Shoplifters is a poetic masterpiece, which is amusing, tender and very touching. A film which reminds us that the best things in life don’t cost a thing.
Hirokazu Kore-eda’s Nobody Knows is one of my all-time favourite films; on paper, it sounds like one of the world’s most depressing films (five children must fend for themselves after their reckless mother leaves them in a small studio apartment, hardly anyone’s idea of a feel-good film!). However, Nobody Knows is a masterclass of simplicity and genuine tenderness, a film where the characters are authentic and real, and I am glad to tell you that Shoplifters is just as good (if not better). Kore-eda’s latest film, Shoplifters was the winner of this year’s Palme d’Or Donostia award and has gone on to be the fourth highest grossing film in Japan.
There is a maturity and a subtle sophistication to Shoplifters. It is a film which deals with the concept of less is more and where important information is revealed to us with no over-the-top dramatics, but a frank openness, which makes it even more devastating to watch. Like Kore-eda’s previous films such as Nobody Knows, and Like Father Like Son, the theme of poverty and focusing on the underclass of Japan is at the centre of Shoplifters. The film also focuses on what makes a family a family? Is blood thicker than water or has the concept of the family unit evolved so much in the 21st Century that it now has a new form and definition?
The head of the dysfunctional family in Shoplifters is Osamu (played by Lily Frankly from Kore-eda’s Like Father Like Son). Osamu is a bit like Fagin from Oliver Twist, but less sinister and more comedic. It is worth mentioning that behind his big grin, Osamu is harbouring his own secrets and insecurities. This household appears fairly normal and is made up of a middle-aged husband and wife, the wife’s younger sister, a young son and a grandma. It’s a very cramped existence with the five individuals all living together in a cramped apartment, where the grandma lies to her landlord claiming it is only her living at the property. The apartment is so cluttered that it seems like a miserable existence to many of us, but the family seem happy with their living arrangements (and trust me coming from a family of seven people, the home in Shoplifters is all too familiar).
Osamu is work-shy; he seems uninterested in his job as a casual labourer on construction sites, trying his hardest to avoid work and making a big fuss when he has an injury. In order to make ends meet, Osamu actually makes his money selling the things he steals on daily shoplifting expeditions with his boy, Shota (Kairi Jyo). His wife, Noboyu (Sakura Andô), works in a hotel laundry and she, too, steals things left in clothes’ pockets all the time. The younger woman is Aki (Mayu Matsuoka) who brings in her share of the family finances by working as a hostess, stripping in front of clients. Even Grandma Hatsue (who supports this family with her pension) isn’t afraid of playing dirty to get money and guilt-trips the grownup children of her late husband’s second wife into giving her money, gambling most of it away with slot machines. Hatsue is wonderfully played by veteran Japanese character actress Kirin Kiki. It is worth mentioning that this was her last performance; she died in September this year.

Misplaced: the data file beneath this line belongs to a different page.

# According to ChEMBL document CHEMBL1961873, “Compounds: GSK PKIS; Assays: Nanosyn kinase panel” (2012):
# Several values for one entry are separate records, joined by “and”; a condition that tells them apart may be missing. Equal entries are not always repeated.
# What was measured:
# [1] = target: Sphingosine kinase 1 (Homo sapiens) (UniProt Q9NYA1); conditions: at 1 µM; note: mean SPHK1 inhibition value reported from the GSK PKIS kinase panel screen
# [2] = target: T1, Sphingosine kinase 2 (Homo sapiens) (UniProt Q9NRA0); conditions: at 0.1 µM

One night after a hard day stealing from supermarkets, Osamu and Shota encounter a little girl called Juri (Miyu Sasaki) on a balcony shivering in the cold. Impulsively, Osamu decides to take the young girl home with him. She appears to have marks on her body, she wets the bed and keeps apologising to the point where she might burst out in tears. It is clear to all the adults that this child has been abused. Osamu makes up his mind and declares that they will keep Juri. The family decides to also train her up in the ways of shoplifting, which includes making little hand gestures to your thief-partner to indicate when and what you intend to steal. And this despite the TV news broadcasts about this little girl having gone missing; the family seem reluctant to part with Juri. For Noboyu it is her opportunity to have a “daughter”. The only one that seems less than enthusiastic about Juri staying is Shota, who finds her more of a pain than a new playmate.
The film’s plot could be a thriller or a morbid drama but the film is very much a tender poem to what it means to be a part of a family unit, without being sensational or over-dramatic. Kore-eda manages to capture very human moments with the family interacting with each other; whether it be a clumsy spontaneous act of lovemaking between the parents or the two children shoplifting from a grocery store run by an old man who turns a blind eye to their activities. The final act of the film feels like watching a tower of playing cards come tumbling down, with the family unit falling apart, and we feel helpless and unable to intervene. The honest rawness of the film’s narrative combined with the film’s strong performances makes this one of the delights of 2018. A word of warning, it is quite difficult to contain your emotions, and I suspect that many of us will shed a tear in the film’s closing minutes.